Bemidji St. volleyball team determined to build a winning tradition
Most of the Bemidji State volleyball players were gasping for air in the stuffy BSU Gymnasium during the last two-a-day practice session Saturday afternoon.
A large fan gave little relief to the team and some of the players hobbled out of the gym at the end after what amounted to 35 combined hours of practice this week.
And the team would have been happy to stay a little longer.
"It's funny because earlier this week when we were in the locker room I heard someone say that they didn't want practice to end," Bemidji State senior co-captain Brie Groskreutz said. "That really hasn't happened before."
The excitement among the players is part of a new attitude the Beavers hope to bring to the court this fall under first-year coach Wayne Chadwick.
Chadwick was hired earlier this summer and replaces Laurie Bitter, who coached BSU for three years.
He was an assistant coach at Division I Tulsa and though the transition is early for the players and coach, Groskreutz said the team already has respect for Chadwick.
"He's really amazing," senior Nicole Olson said. "We want to work really hard for him. He pushes us to do more in practice and we like to push back for him."
The Beavers will need to keep the upbeat attitude as it begins another season in the tough Northern Sun Intercollegiate Conference.
Bemidji State was picked to finish 12th out of 14 teams in the NSIC Preseason Coaches Poll after finishing 11-20 overall (8-12 NSIC) last season. The 11 wins were the most wins by BSU since 2003.
"It's tough for me to say where we're at right now because I'm new and I have no basis of comparison," Chadwick said. "What I do know is that the conference is brutal ... I am happy with who we have on our team and all the effort, energy and excitement the girls have brought this week."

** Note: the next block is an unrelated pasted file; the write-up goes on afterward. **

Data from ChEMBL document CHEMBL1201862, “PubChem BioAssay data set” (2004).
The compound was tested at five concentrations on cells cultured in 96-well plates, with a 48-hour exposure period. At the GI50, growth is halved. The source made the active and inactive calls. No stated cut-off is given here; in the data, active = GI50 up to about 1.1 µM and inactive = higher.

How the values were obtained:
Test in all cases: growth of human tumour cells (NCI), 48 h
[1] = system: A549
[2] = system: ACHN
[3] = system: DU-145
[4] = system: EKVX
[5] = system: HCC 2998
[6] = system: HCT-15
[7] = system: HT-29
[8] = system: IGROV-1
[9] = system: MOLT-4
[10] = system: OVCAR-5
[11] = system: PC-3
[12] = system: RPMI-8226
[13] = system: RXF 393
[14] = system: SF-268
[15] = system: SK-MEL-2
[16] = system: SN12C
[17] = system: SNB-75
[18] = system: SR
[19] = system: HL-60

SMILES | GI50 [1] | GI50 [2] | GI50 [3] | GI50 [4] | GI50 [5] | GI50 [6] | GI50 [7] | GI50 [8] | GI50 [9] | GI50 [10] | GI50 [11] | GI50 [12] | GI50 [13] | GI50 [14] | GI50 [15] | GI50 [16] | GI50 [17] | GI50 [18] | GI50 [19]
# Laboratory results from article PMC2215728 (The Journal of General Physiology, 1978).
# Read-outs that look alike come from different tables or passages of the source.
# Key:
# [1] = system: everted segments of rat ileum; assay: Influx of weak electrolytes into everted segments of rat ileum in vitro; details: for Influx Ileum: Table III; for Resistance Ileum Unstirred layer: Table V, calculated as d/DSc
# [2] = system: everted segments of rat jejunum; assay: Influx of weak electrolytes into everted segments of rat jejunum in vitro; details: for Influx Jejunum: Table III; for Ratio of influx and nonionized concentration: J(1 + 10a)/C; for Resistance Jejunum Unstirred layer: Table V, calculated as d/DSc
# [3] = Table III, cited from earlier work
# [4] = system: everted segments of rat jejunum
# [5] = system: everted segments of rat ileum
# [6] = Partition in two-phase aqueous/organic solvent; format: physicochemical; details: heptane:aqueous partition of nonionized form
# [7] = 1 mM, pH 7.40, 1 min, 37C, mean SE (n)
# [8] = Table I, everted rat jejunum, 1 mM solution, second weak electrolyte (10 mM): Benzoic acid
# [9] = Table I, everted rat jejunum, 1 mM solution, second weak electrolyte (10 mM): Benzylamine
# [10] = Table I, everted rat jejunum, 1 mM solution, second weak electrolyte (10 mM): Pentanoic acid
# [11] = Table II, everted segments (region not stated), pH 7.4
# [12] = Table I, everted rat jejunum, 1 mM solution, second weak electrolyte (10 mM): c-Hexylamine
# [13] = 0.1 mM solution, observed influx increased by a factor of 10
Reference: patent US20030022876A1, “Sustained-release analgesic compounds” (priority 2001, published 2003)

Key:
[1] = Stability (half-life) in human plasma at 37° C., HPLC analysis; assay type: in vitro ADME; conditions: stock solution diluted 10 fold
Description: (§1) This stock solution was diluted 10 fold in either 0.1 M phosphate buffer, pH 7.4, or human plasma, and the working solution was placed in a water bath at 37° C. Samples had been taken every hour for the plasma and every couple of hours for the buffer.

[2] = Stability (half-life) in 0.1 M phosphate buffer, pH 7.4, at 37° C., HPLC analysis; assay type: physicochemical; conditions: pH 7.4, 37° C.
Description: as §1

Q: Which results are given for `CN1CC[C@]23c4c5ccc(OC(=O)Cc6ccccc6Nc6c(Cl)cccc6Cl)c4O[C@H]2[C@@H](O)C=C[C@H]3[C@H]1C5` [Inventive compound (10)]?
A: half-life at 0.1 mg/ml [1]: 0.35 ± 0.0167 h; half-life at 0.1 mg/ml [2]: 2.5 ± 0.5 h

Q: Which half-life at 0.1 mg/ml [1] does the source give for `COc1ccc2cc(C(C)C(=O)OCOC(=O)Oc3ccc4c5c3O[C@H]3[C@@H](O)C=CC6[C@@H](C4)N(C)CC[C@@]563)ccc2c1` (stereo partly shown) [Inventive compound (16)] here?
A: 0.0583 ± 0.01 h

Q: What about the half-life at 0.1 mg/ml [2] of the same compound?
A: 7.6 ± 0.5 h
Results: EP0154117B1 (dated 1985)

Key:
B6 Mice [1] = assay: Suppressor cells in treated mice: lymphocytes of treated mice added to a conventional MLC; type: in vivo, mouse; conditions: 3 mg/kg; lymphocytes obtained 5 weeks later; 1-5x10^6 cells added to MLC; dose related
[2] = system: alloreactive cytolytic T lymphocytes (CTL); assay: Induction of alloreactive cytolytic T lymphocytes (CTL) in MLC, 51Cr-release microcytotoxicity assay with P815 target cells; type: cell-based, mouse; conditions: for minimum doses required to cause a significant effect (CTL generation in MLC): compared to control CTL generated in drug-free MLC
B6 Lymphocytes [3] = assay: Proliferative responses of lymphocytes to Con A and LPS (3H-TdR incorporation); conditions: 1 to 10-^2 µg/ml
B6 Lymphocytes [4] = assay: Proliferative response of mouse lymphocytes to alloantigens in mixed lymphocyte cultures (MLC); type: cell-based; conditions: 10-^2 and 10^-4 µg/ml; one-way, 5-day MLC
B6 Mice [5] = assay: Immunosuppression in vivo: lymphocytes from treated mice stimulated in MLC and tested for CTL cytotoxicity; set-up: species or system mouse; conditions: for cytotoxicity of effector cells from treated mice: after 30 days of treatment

Chadwick said he wants BSU volleyball to place in the top half of the NSIC every year. It is a challenge with three-time defending national champion and No. 1 nationally ranked Concordia-St. Paul on the schedule along with No. 9 Minnesota-Duluth, No. 15 Southwest Minnesota State, No. 17 Wayne State and No. 18 Minnesota State, Mankato.
"We want to start a new tradition here," Chadwick said. "There's nothing out there that says Bemidji State can't be in the top half of the conference every year. If you get to that point year in and year out it means you have a solid program. I don't know if we're going to be able to do it this year, but we're going to at least lay the foundation so the girls can understand my systems and my terminology. Hopefully we can get there."
The players have bought into Chadwick's mentality.
"Winning is good, but it's not the most important thing for us," Olson said. "It's really about how we feel. If we play great in a game and we don't win, we can't get too down on ourselves. We want to be happy with how we play."
Olson was named an NSIC player to watch in the preseason poll and will be back to lead the offense again this year after pacing the Beavers with 239 kills last season.
"I've been very impressed with her," Chadwick said. "Nicole is athletic and a big, strong kid. We're going to have to have good ball control and be better at passing to keep her in the offense."
Chadwick also likes what Groskretuz brings to the table in defensive ability and her platforming skill of bumping the ball with her arms locked together. He compared that skill to an All-American honorable mention player he coached at Tulsa last season.
Junior Jessi-Beth McCannell will likely step into the setter's role this year. She will take over Courtney Bitter's position after the former Bemidji High School star transferred to North Dakota in the offseason.
Junior Melissa McNeely and senior co-captain Nicole Solum will help provide the offense up front with Olson.
Solum had one of the highlights of Saturday's practice. With a taped leg, Solumn displayed her spiking power by leaping at the net and driving the ball into the face of one of her teammates.
It was one of those 'wow' moments that drew a smile from everyone on the court.
Then the focus quickly turned back to the fundamentals and formations of Chadwick's new systems.
"Everyone gets along so well on this team and I think we're all playing at a high skill level," Solum said. "We need to finish in the top half of the league this year. We know if we work hard we can do it."